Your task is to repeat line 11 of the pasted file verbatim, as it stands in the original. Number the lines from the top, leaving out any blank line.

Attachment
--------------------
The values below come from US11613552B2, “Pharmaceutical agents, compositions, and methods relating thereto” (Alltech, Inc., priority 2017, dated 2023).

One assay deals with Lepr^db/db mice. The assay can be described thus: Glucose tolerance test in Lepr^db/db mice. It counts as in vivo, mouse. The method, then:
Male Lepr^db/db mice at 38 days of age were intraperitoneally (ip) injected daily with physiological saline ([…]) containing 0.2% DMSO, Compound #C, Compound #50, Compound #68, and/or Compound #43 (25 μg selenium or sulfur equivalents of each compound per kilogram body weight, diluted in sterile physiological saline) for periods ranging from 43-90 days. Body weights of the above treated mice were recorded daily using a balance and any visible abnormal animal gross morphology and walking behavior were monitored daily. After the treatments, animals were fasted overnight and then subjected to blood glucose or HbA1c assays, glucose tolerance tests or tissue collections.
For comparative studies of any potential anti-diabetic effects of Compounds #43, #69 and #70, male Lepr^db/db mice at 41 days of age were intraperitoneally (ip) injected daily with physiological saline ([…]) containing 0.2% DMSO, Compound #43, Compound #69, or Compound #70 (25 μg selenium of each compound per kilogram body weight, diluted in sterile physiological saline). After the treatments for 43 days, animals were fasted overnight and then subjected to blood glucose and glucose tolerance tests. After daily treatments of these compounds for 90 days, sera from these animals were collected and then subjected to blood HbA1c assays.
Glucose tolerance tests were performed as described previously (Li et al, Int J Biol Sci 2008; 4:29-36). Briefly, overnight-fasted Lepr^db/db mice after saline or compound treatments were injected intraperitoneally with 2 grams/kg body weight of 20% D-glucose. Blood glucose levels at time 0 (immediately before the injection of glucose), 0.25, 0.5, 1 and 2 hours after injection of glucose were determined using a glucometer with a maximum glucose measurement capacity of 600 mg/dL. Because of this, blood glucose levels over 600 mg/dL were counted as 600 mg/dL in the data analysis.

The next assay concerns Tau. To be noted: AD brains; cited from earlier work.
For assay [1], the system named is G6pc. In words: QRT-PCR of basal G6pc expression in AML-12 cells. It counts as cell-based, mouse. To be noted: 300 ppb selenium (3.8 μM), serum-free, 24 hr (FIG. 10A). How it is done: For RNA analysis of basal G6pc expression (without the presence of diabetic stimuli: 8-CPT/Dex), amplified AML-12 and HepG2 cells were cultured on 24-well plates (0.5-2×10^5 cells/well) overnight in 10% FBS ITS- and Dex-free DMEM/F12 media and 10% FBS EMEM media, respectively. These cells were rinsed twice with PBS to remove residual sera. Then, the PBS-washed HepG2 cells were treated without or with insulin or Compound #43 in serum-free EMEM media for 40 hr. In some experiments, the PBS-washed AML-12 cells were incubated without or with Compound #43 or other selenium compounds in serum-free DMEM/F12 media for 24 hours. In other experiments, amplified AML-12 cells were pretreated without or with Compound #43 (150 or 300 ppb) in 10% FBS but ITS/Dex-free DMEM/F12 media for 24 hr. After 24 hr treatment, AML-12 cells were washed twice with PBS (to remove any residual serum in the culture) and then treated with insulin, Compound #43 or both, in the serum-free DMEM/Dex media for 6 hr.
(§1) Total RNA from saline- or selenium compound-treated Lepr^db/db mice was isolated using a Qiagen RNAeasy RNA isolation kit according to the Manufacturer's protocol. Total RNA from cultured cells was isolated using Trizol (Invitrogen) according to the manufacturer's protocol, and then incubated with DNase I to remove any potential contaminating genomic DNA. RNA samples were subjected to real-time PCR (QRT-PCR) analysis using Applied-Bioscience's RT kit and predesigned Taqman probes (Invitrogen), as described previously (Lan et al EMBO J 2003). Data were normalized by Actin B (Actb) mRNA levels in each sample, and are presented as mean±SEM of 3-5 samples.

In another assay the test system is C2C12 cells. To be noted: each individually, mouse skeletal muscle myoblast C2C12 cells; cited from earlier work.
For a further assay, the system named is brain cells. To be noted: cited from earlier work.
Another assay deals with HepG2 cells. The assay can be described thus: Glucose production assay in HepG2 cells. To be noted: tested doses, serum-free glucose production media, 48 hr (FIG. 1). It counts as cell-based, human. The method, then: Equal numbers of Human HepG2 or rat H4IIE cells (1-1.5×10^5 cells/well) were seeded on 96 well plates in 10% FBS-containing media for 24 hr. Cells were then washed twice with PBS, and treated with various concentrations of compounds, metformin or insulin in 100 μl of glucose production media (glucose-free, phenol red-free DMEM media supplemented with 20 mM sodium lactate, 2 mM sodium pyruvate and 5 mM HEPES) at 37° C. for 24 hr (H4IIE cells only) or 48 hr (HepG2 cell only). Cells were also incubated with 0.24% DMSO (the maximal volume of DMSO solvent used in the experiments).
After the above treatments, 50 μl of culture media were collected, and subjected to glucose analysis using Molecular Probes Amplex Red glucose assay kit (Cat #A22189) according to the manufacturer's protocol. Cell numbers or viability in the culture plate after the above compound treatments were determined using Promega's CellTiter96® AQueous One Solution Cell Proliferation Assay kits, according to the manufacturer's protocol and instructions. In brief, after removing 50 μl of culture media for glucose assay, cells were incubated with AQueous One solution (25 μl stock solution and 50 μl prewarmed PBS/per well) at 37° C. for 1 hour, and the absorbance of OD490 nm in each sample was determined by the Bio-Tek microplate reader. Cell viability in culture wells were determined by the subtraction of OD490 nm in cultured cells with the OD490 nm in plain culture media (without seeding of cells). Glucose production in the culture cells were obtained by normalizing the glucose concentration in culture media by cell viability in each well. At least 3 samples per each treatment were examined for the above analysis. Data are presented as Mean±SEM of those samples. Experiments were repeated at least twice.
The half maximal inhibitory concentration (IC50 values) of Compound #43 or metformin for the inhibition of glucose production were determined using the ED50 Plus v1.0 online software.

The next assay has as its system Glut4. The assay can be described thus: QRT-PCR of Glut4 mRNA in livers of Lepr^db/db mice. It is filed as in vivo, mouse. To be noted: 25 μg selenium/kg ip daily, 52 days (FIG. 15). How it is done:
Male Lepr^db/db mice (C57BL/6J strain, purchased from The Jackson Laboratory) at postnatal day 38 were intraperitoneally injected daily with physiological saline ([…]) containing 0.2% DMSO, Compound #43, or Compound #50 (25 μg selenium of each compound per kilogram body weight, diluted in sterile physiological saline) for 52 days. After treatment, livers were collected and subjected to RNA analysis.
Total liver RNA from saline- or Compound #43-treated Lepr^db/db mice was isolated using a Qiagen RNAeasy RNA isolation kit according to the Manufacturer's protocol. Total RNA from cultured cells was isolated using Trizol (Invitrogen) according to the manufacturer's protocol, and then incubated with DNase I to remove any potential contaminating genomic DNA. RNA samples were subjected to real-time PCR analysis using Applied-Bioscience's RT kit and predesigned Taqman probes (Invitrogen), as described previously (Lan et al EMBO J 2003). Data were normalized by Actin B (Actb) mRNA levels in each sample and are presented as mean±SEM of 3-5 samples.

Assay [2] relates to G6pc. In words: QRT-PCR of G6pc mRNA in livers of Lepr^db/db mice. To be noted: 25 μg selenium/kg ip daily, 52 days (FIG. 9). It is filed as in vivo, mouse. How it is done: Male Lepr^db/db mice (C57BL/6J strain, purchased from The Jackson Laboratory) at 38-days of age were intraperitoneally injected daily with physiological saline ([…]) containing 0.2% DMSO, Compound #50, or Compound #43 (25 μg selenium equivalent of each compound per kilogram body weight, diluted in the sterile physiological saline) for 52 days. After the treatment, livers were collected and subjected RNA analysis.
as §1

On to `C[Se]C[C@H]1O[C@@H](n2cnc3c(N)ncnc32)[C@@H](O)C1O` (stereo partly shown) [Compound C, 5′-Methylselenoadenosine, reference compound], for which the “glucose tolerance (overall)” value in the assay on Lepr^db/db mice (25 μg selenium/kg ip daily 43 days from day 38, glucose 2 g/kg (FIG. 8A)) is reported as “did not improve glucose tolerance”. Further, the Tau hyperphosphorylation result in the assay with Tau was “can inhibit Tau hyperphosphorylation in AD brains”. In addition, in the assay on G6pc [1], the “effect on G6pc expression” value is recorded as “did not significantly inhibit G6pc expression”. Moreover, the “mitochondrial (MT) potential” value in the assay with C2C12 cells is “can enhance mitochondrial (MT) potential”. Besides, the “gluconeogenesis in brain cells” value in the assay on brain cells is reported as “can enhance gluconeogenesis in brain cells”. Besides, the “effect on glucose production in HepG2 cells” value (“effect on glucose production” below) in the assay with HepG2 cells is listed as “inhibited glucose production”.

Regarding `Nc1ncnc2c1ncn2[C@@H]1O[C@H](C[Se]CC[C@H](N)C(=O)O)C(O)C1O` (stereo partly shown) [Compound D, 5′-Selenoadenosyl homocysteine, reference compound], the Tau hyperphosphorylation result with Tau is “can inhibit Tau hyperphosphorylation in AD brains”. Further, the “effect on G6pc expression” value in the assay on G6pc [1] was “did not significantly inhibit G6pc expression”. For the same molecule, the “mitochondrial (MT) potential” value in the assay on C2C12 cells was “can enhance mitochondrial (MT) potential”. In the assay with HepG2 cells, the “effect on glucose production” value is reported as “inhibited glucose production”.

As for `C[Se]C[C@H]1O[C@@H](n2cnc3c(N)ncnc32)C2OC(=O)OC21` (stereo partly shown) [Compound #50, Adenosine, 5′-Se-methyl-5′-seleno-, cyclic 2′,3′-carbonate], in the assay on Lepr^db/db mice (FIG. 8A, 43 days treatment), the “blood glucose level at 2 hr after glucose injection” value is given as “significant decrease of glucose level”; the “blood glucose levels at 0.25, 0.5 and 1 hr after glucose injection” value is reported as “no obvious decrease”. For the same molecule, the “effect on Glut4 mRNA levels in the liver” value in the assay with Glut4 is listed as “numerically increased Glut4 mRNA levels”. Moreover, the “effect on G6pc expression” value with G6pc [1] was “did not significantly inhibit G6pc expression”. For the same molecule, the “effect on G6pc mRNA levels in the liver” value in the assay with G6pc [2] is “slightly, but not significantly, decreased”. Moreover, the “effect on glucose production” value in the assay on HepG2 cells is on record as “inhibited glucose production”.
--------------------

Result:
Another assay deals with HepG2 cells. The assay can be described thus: Glucose production assay in HepG2 cells. To be noted: tested doses, serum-free glucose production media, 48 hr (FIG. 1). It counts as cell-based, human. The method, then: Equal numbers of Human HepG2 or rat H4IIE cells (1-1.5×10^5 cells/well) were seeded on 96 well plates in 10% FBS-containing media for 24 hr. Cells were then washed twice with PBS, and treated with various concentrations of compounds, metformin or insulin in 100 μl of glucose production media (glucose-free, phenol red-free DMEM media supplemented with 20 mM sodium lactate, 2 mM sodium pyruvate and 5 mM HEPES) at 37° C. for 24 hr (H4IIE cells only) or 48 hr (HepG2 cell only). Cells were also incubated with 0.24% DMSO (the maximal volume of DMSO solvent used in the experiments).